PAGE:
Sex doesn’t make me squirm: Christianity has a particularly strong disgust for ‘sexual sins’, like pornography, fornication, masturbation, homosexuality, and so on. I’ve never understood the link between marriage and sex, and why I should ‘wait’, or ‘save myself’, so I had sex, a lot. And enjoyed it. I also didn’t see why pornography was such a big deal. So I watched it. But my Christian upbringing also meant that I would sometimes feel dirty afterward. It seemed to me that I was expected to feel dirty and ashamed for enjoying a beautiful, natural act that isn’t shameful at all and doesn’t harm anyone. Sexual freedom is taboo in Christianity, especially for women.
Female virgins are celebrated in the Bible as though the state of one’s hymen is the measure of their worth as a human being. But now that I no longer subscribe to Christianity’s aversion to sexual matters, sex is no longer a furtive, shameful thing to me, and the fact that I’m not a virgin is a non-issue. I’m very comfortable talking about sex, and I don’t get irrationally worked up and feel the need to preach to people who masturbate, have sex with as many people as they like, or enjoy pornography. After all, who has consensual sex ever harmed?
I’m way more open-minded: Seeing as my framework for morality is no longer based on the Bible, there are a lot of things I previously condemned as being wrong (without really understanding why) that I am now more willing to evaluate objectively. For example, as a non-Christian I am now more open to understanding why some people are transvestites, or why some people are sexually attracted to animals, without passing everything through the ‘Bible says it’s wrong’ sieve. I don’t necessarily agree with everything I used to think was wrong as a Christian, but I now find it easier to evaluate things on their own merit, not against the (often arbitrary) Christian standards of right and wrong. My framework for right and wrong is now based on logic and universal principles any rational person can agree with, regardless of religion.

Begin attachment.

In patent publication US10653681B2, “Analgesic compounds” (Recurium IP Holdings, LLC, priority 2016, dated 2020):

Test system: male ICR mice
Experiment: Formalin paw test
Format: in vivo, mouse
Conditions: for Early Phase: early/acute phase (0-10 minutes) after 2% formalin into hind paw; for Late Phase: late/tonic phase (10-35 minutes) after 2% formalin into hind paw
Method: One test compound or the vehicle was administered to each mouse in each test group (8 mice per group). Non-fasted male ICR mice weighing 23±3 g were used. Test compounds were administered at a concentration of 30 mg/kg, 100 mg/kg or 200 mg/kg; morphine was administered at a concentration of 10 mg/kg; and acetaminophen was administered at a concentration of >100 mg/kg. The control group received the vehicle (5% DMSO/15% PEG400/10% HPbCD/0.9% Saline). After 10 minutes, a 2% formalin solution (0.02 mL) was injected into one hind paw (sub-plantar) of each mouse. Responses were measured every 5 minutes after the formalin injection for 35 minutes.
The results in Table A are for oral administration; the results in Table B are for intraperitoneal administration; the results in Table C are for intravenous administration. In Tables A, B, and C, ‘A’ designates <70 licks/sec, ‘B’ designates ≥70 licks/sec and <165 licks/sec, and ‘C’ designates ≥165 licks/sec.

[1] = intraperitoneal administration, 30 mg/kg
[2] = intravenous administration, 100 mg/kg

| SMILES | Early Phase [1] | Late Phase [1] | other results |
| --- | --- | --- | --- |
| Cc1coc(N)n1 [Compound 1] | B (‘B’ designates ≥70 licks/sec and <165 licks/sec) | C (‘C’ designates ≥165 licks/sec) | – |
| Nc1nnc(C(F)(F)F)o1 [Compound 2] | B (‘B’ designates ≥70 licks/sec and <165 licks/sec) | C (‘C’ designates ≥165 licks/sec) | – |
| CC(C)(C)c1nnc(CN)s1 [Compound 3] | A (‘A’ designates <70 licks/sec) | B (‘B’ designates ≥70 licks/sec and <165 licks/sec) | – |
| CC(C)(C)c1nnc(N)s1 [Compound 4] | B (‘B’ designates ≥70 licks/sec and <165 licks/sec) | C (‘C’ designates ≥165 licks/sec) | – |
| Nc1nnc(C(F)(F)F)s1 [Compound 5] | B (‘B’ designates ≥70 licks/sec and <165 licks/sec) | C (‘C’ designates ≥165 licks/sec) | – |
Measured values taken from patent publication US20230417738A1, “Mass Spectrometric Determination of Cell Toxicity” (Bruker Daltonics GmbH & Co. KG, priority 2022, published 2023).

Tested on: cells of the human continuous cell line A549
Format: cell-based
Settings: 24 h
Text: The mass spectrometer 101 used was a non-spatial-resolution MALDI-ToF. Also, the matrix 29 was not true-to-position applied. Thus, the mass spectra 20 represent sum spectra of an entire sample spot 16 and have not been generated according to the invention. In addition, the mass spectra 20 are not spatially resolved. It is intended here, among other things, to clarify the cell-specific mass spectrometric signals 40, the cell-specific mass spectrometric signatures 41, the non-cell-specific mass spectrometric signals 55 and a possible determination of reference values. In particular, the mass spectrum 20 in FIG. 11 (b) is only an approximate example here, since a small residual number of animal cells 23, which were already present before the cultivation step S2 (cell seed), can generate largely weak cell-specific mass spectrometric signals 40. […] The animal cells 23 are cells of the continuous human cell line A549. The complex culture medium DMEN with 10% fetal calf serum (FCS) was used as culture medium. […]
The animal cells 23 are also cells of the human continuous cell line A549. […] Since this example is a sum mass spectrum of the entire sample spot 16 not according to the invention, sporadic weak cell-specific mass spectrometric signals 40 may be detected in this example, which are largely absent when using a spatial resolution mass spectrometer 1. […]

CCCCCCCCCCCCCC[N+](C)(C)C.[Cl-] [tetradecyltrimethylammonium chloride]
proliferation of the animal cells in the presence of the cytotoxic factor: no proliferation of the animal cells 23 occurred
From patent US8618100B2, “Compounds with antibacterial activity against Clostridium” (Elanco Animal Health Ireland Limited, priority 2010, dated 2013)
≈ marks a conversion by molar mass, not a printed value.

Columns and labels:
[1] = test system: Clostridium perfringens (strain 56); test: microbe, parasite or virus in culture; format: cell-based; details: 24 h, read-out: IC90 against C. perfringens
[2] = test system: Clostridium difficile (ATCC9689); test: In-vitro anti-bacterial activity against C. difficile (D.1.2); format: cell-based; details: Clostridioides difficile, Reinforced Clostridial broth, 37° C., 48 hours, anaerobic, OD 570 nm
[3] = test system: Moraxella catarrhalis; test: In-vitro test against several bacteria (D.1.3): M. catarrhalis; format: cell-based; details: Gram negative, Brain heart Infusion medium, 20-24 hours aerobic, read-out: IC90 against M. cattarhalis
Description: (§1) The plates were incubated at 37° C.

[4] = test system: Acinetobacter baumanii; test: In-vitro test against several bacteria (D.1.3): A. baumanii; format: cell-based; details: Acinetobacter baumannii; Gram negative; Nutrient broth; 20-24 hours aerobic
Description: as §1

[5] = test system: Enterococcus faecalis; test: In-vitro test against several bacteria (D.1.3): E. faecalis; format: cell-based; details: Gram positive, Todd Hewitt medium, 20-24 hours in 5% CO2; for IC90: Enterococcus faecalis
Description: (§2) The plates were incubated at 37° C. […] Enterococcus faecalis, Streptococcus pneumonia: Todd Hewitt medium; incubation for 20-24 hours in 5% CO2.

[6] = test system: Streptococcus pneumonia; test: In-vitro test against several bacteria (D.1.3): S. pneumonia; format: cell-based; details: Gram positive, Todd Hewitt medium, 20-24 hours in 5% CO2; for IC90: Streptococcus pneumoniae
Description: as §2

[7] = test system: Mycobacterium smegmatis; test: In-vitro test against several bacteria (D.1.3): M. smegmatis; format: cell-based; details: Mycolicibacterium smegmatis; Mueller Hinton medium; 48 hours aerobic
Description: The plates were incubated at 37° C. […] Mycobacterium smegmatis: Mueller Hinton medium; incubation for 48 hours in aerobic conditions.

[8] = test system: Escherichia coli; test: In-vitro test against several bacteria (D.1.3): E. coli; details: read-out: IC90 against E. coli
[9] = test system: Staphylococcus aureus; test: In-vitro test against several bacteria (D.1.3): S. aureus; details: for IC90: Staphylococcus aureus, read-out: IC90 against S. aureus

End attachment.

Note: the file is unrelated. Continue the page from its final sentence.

I don’t have to struggle to stay awake in church: The struggle was too real. Each Sunday morning I would grudgingly drag myself out of bed, scan my closet for something church-safe to wear (I usually settled for the same dress every Sunday, it became like a uniform), get to church and promptly fall asleep in my seat. The over-sabi usher who found joy in waking me up in the most embarrassing way possible was my mortal enemy. But now that I don’t feel an obligation to go to church, my Sunday mornings and afternoons belong to me. I go to church if I feel like it, not because I must. So if I’m tired, I don’t go. If I’m not in the mood to be told things I already know, I don’t go. If I have other things to do (like sleep an extra 5 hours), I don’t go. Which is very often. In a weird way I kind of miss that usher though.
Over to you! Have you also discovered that you don’t need religion? Do share your experience in the comments. If you’re a religious person, let’s hear about the impact of your religion on your life, whether positive or otherwise.